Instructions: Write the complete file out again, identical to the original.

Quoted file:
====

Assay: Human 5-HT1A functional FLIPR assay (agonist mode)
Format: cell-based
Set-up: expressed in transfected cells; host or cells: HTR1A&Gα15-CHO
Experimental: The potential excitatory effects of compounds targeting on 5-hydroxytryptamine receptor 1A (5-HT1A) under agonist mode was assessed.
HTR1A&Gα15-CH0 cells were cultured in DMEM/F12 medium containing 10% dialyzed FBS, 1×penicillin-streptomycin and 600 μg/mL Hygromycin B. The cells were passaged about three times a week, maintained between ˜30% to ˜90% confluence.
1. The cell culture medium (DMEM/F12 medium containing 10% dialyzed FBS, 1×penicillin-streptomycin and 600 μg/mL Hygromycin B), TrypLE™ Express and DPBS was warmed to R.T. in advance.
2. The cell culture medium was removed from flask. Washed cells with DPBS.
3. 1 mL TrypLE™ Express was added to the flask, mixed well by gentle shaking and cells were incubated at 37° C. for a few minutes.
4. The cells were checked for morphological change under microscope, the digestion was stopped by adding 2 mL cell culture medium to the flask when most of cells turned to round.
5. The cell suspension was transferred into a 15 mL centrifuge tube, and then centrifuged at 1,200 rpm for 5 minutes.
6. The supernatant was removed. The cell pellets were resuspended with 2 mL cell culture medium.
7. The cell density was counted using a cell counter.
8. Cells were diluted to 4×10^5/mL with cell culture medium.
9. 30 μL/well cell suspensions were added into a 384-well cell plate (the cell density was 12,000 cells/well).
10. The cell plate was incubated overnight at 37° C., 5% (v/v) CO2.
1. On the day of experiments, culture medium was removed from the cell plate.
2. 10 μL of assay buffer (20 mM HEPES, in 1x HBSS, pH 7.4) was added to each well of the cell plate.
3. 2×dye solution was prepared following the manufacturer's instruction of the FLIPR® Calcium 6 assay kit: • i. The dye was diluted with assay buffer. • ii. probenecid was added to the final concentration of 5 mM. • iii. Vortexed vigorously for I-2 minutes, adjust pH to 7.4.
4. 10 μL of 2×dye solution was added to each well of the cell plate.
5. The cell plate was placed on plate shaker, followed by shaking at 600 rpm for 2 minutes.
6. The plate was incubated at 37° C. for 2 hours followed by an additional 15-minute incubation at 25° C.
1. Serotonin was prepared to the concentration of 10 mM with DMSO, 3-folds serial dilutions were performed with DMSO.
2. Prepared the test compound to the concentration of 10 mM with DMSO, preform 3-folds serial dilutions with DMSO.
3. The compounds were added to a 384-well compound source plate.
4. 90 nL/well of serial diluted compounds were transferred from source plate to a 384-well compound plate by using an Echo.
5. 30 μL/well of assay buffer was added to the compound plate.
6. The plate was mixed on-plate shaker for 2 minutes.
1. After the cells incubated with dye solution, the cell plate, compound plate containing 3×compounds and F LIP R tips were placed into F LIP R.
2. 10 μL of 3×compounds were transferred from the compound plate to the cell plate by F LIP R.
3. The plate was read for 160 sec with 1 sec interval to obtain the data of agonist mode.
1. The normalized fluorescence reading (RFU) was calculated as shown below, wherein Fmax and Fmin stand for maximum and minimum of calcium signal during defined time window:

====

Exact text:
Assay: Human 5-HT1A functional FLIPR assay (agonist mode)
Format: cell-based
Set-up: expressed in transfected cells; host or cells: HTR1A&Gα15-CHO
Experimental: The potential excitatory effects of compounds targeting on 5-hydroxytryptamine receptor 1A (5-HT1A) under agonist mode was assessed.
HTR1A&Gα15-CH0 cells were cultured in DMEM/F12 medium containing 10% dialyzed FBS, 1×penicillin-streptomycin and 600 μg/mL Hygromycin B. The cells were passaged about three times a week, maintained between ˜30% to ˜90% confluence.
1. The cell culture medium (DMEM/F12 medium containing 10% dialyzed FBS, 1×penicillin-streptomycin and 600 μg/mL Hygromycin B), TrypLE™ Express and DPBS was warmed to R.T. in advance.
2. The cell culture medium was removed from flask. Washed cells with DPBS.
3. 1 mL TrypLE™ Express was added to the flask, mixed well by gentle shaking and cells were incubated at 37° C. for a few minutes.
4. The cells were checked for morphological change under microscope, the digestion was stopped by adding 2 mL cell culture medium to the flask when most of cells turned to round.
5. The cell suspension was transferred into a 15 mL centrifuge tube, and then centrifuged at 1,200 rpm for 5 minutes.
6. The supernatant was removed. The cell pellets were resuspended with 2 mL cell culture medium.
7. The cell density was counted using a cell counter.
8. Cells were diluted to 4×10^5/mL with cell culture medium.
9. 30 μL/well cell suspensions were added into a 384-well cell plate (the cell density was 12,000 cells/well).
10. The cell plate was incubated overnight at 37° C., 5% (v/v) CO2.
1. On the day of experiments, culture medium was removed from the cell plate.
2. 10 μL of assay buffer (20 mM HEPES, in 1x HBSS, pH 7.4) was added to each well of the cell plate.
3. 2×dye solution was prepared following the manufacturer's instruction of the FLIPR® Calcium 6 assay kit: • i. The dye was diluted with assay buffer. • ii. probenecid was added to the final concentration of 5 mM. • iii. Vortexed vigorously for I-2 minutes, adjust pH to 7.4.
4. 10 μL of 2×dye solution was added to each well of the cell plate.
5. The cell plate was placed on plate shaker, followed by shaking at 600 rpm for 2 minutes.
6. The plate was incubated at 37° C. for 2 hours followed by an additional 15-minute incubation at 25° C.
1. Serotonin was prepared to the concentration of 10 mM with DMSO, 3-folds serial dilutions were performed with DMSO.
2. Prepared the test compound to the concentration of 10 mM with DMSO, preform 3-folds serial dilutions with DMSO.
3. The compounds were added to a 384-well compound source plate.
4. 90 nL/well of serial diluted compounds were transferred from source plate to a 384-well compound plate by using an Echo.
5. 30 μL/well of assay buffer was added to the compound plate.
6. The plate was mixed on-plate shaker for 2 minutes.
1. After the cells incubated with dye solution, the cell plate, compound plate containing 3×compounds and F LIP R tips were placed into F LIP R.
2. 10 μL of 3×compounds were transferred from the compound plate to the cell plate by F LIP R.
3. The plate was read for 160 sec with 1 sec interval to obtain the data of agonist mode.
1. The normalized fluorescence reading (RFU) was calculated as shown below, wherein Fmax and Fmin stand for maximum and minimum of calcium signal during defined time window: